- Air travel to and from Argentina was largely canceled on Wednesday
- Union workers went on 24-hour strike after rejecting a 12 percent pay increase
- Only American Airlines and the low-cost airline Flybondi operated flights from the Ministerio Pistarini International Airport in the city of Ezeiza, outside Buenos Aires.
At least 35,000 passengers are stranded across Argentina after airport workers demanding higher wages went on strike on Wednesday.
The union strike occurs a week after Aerolíneas Argentinas and Intercargo presented an offer of a 12 percent salary increase, which was rejected by the Association of Aeronautical Personnel, the Association of Airline Pilots and the Union of Superior and Professional Personnel of Aerocommercial Companies.
More than 50 airports in the country remained open, but airlines had canceled hundreds of flights.
Passengers were seen huddled around screens at airports where they learned of their flight cancellations, while others were seen sleeping on the floor and resting on benches waiting for travel to resume.
A security worker stands in front of the Aerolíneas Argentinas airline counters at Aeroparque Jorge Newbery airport in Buenos Aires on Wednesday after air transport workers went on strike across the country. The strike has left at least 35,000 passengers stranded
A passenger sleeps on the floor at the Ministerio Pistarini International Airport in Ezeiza, Argentina, on Wednesday after flights were canceled due to a 24-hour workers’ strike. Three unions representing workers rejected a 12 percent pay increase offered last week
Aerolíneas Argentinas, operated by the Argentine government, had to cancel 331 flights on Wednesday. The airline said the flight cancellations affected about 24,000 passengers. The company said it expected to lose about $2 million.
Low-cost carrier Flybondi and American Airlines were the only airlines operating from Ezeiza International Airport, Argentina’s largest airport located outside of Buenos Aires.
Flybondi told Argentine media TN that its flights operated from Ezeiza because it employed its own staff at the airport.
The state-run Aerolíneas Argentina canceled 331 flights and recommended customers check their emails for updates and contact travel agencies if they purchased their flights through them.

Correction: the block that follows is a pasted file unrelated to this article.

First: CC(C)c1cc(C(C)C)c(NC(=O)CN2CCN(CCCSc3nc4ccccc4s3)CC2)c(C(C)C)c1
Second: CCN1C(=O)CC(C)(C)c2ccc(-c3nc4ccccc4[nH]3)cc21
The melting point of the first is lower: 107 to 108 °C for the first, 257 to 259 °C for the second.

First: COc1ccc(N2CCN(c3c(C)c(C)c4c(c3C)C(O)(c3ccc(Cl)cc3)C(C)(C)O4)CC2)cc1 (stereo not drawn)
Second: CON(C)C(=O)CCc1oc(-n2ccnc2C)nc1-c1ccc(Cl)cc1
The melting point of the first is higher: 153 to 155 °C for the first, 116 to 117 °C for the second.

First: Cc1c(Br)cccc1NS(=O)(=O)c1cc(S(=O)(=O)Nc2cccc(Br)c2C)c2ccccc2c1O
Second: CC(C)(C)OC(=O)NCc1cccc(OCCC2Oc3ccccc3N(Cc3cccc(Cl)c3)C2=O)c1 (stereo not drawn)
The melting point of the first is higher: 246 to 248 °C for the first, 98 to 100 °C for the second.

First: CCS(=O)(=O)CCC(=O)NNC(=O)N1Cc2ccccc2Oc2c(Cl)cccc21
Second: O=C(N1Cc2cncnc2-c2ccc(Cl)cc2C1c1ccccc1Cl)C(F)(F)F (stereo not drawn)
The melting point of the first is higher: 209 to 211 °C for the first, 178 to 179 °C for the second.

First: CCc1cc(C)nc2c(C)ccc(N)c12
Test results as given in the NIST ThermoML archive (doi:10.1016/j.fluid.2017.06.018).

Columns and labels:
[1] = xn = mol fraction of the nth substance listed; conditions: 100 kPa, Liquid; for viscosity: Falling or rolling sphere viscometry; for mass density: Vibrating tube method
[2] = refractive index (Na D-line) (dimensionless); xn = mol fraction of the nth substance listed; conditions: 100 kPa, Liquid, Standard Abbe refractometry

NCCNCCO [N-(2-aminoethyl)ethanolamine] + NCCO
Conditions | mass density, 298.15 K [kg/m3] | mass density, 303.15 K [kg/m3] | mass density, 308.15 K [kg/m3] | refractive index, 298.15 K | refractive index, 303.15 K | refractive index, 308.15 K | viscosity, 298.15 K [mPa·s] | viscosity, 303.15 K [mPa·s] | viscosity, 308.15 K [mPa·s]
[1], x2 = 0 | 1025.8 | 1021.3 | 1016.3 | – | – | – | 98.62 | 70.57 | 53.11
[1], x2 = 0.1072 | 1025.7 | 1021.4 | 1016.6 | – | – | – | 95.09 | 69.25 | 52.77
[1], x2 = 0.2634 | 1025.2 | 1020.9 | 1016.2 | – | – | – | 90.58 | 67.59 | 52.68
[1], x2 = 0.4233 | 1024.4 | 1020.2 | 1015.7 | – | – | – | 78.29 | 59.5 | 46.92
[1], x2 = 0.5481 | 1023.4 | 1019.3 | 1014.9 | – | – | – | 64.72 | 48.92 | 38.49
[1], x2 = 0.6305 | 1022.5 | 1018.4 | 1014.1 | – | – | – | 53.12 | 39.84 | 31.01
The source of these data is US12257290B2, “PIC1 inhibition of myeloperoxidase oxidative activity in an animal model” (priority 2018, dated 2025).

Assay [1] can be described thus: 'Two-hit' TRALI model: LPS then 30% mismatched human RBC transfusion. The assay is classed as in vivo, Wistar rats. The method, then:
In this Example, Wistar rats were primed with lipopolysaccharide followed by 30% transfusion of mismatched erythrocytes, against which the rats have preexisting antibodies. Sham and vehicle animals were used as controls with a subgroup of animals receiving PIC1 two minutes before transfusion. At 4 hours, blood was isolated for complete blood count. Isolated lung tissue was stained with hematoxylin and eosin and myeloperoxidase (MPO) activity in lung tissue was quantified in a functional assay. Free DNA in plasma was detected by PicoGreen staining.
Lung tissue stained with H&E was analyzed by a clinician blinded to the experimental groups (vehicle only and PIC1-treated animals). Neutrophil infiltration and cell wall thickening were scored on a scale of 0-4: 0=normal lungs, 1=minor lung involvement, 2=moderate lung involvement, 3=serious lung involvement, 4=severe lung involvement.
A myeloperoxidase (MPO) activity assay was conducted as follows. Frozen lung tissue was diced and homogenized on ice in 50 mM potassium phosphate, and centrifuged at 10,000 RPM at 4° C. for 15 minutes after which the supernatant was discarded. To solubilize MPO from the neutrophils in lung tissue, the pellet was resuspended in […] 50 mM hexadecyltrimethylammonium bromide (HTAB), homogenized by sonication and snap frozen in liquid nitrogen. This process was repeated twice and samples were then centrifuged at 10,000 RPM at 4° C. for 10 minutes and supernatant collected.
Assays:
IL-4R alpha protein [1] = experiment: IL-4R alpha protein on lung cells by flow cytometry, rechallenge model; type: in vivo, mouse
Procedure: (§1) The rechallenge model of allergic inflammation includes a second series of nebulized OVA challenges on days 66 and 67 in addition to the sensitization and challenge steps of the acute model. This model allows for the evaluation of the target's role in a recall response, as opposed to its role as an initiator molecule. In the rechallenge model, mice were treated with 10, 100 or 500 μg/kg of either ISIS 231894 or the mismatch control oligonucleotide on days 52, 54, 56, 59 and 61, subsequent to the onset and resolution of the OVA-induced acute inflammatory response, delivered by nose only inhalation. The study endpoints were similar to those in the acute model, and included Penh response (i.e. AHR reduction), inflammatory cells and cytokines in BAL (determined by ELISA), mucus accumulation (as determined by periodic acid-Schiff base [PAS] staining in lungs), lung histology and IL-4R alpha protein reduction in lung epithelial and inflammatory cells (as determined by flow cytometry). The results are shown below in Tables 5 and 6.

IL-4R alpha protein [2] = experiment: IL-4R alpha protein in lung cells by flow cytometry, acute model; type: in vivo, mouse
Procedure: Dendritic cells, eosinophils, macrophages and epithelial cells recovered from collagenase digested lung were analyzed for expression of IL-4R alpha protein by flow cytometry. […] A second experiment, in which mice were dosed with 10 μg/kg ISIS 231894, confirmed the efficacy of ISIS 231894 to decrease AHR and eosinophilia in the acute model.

The airline said the strike is expected to affect nearly 24,000 of its passengers, with an estimated economic impact of $2 million.
LatAm, Latin America’s largest airline, also canceled flights to and from Argentina on Wednesday and offered passengers the opportunity to change their travel dates and flights free of charge for up to a year, as long as they do not change the origin and destination of the flight. flight.
Refunds were also offered with no fees included.
Chilean low-cost airline JetSmart also canceled all its flights on Wednesday and asked passengers to visit the airline’s website to change their flights for free.
Travelers rest at the Ministerio Pistarini International Airport in Ezeiza, Argentina, after a national strike caused the cancellation of their flights
Passengers at the Ministerio Pistarini International Airport look at the flight information screen on Wednesday
Travel to and from Argentina was largely suspended Wednesday following a 24-hour strike by air travel workers across the country.
Wednesday’s union strike was the latest sign of civil unrest in Argentina.
Trade unionists blame the government for the breakdown of wage negotiations.
The union conflict began last week when the Argentine government proposed a salary increase that was considered insufficient by the three unions that bring together the staff of several airlines.
The strike occurs in the midst of inflation in Argentina. has been triggered in recent months, largely as a result of a 50 percent devaluation of the local currency implemented by President Javier Milei’s government and the elimination of subsidies for public transportation and services such as electricity.
Union representatives are seeking a wage increase that will help workers beat inflation and reach an agreement that gives employees a pay increase of at least 70 percent.